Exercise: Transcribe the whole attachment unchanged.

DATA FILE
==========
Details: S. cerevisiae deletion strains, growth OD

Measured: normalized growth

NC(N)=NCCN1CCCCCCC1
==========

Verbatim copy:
Details: S. cerevisiae deletion strains, growth OD

Measured: normalized growth

NC(N)=NCCN1CCCCCCC1